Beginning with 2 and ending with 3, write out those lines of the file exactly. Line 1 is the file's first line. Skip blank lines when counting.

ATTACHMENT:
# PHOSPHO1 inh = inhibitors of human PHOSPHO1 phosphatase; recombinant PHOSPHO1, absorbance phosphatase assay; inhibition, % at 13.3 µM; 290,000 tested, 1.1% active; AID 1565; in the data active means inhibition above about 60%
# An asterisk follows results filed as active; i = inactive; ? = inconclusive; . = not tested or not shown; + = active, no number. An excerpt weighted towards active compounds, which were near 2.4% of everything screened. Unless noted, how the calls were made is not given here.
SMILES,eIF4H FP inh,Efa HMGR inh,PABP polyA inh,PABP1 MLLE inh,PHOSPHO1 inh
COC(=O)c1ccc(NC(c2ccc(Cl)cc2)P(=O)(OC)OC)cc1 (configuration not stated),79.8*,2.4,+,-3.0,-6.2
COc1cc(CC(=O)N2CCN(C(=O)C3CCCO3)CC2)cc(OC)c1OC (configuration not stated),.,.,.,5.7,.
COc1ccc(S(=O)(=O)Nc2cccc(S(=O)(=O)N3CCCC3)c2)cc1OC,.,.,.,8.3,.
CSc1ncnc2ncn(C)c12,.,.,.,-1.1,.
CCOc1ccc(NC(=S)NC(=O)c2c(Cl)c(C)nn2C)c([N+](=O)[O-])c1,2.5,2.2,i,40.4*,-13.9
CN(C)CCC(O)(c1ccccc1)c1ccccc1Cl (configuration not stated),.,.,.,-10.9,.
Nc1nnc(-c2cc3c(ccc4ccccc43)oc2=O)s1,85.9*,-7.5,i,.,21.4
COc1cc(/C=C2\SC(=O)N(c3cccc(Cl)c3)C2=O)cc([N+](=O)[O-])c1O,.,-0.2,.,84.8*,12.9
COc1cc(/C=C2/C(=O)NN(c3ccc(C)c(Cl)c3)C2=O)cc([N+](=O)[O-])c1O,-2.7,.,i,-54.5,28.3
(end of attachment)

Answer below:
# An asterisk follows results filed as active; i = inactive; ? = inconclusive; . = not tested or not shown; + = active, no number. An excerpt weighted towards active compounds, which were near 2.4% of everything screened. Unless noted, how the calls were made is not given here.
SMILES,eIF4H FP inh,Efa HMGR inh,PABP polyA inh,PABP1 MLLE inh,PHOSPHO1 inh